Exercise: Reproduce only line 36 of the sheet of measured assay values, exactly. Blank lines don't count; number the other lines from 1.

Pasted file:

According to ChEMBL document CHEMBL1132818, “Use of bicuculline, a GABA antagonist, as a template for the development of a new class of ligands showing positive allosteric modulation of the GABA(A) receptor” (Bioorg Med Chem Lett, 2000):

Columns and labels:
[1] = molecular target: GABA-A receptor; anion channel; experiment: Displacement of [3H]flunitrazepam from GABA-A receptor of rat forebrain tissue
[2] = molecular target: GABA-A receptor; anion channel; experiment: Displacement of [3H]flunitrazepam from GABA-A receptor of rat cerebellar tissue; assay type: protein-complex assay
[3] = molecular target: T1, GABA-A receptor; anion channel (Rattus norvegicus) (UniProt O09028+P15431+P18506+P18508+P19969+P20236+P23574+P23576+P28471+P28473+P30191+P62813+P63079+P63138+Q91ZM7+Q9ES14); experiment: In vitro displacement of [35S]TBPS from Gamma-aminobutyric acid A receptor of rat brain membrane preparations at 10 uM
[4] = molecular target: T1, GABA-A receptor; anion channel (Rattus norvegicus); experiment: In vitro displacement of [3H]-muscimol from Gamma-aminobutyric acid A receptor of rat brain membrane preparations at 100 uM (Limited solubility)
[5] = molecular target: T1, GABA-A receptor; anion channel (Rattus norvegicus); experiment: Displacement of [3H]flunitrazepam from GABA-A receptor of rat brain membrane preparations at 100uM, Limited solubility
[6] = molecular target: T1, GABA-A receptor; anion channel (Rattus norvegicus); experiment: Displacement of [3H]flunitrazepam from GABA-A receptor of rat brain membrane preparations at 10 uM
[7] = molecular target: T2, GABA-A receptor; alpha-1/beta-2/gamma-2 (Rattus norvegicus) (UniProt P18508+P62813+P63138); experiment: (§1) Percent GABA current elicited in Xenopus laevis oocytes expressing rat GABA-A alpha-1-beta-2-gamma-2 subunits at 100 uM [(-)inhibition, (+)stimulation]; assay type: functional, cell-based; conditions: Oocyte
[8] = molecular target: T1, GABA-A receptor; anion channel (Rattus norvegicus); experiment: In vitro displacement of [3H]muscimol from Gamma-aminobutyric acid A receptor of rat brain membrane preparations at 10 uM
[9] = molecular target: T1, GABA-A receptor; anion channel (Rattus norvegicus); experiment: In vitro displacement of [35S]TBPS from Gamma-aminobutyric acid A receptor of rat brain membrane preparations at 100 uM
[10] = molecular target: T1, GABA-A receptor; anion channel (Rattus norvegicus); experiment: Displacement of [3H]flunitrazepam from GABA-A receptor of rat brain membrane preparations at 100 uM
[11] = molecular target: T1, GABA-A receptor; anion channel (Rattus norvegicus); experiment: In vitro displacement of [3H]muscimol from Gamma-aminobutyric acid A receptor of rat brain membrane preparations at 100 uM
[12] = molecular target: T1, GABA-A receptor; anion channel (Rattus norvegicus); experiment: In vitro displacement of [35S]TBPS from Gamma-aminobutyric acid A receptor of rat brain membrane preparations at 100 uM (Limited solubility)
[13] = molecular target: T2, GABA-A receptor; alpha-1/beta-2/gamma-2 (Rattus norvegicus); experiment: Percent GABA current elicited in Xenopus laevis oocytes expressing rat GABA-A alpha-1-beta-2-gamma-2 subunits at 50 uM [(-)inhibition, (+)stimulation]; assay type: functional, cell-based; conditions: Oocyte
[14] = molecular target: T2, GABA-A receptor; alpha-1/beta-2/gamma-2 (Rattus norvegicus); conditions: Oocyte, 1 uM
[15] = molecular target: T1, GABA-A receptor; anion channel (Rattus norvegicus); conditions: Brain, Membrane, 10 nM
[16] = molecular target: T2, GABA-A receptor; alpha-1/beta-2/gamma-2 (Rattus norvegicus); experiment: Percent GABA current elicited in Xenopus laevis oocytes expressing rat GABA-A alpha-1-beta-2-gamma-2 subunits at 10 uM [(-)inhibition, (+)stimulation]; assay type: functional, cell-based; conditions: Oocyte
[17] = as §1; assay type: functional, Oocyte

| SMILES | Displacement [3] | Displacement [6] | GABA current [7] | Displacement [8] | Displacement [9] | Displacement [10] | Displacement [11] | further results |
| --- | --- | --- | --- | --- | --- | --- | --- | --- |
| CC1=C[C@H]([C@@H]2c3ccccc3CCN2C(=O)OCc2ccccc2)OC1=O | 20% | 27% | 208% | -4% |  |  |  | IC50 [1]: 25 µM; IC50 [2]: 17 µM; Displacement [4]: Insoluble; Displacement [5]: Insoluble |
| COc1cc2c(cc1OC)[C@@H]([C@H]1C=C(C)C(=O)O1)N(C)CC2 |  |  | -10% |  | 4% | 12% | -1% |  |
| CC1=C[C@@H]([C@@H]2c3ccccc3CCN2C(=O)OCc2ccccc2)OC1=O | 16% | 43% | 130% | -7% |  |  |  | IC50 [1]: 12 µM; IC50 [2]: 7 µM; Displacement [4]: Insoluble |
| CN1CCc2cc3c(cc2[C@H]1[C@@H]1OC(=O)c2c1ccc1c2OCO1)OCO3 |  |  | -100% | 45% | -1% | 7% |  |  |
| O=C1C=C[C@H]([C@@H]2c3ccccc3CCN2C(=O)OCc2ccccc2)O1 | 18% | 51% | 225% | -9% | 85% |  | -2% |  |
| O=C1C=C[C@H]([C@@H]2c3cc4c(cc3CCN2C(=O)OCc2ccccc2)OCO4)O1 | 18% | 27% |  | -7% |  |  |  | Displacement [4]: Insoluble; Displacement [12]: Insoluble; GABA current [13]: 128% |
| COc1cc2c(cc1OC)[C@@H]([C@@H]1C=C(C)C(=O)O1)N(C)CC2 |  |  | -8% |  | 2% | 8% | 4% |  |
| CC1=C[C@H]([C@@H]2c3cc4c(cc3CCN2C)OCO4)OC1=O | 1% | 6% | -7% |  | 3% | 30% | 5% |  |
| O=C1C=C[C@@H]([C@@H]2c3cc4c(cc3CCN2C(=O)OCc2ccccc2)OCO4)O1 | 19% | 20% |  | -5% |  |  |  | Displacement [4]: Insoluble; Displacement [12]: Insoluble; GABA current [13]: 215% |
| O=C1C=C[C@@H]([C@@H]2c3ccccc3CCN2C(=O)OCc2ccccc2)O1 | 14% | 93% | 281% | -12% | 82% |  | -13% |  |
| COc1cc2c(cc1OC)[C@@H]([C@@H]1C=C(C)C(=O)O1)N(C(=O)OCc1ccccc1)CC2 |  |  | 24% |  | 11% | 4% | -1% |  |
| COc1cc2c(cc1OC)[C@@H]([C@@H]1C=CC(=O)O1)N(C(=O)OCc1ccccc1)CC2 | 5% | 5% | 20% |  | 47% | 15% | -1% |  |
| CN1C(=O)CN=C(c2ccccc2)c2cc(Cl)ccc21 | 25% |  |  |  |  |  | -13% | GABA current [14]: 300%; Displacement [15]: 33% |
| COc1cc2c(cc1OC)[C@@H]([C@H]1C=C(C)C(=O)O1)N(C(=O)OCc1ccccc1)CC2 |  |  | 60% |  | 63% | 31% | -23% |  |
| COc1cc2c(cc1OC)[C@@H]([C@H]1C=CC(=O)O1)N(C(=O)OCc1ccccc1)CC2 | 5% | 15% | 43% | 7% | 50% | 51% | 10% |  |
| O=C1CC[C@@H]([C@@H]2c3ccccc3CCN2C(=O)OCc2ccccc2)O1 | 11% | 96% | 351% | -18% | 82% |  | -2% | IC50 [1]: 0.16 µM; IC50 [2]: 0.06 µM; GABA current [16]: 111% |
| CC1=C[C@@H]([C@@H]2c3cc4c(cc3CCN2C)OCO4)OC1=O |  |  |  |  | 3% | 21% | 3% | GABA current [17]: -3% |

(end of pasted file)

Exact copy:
| COc1cc2c(cc1OC)[C@@H]([C@H]1C=CC(=O)O1)N(C(=O)OCc1ccccc1)CC2 | 5% | 15% | 43% | 7% | 50% | 51% | 10% |  |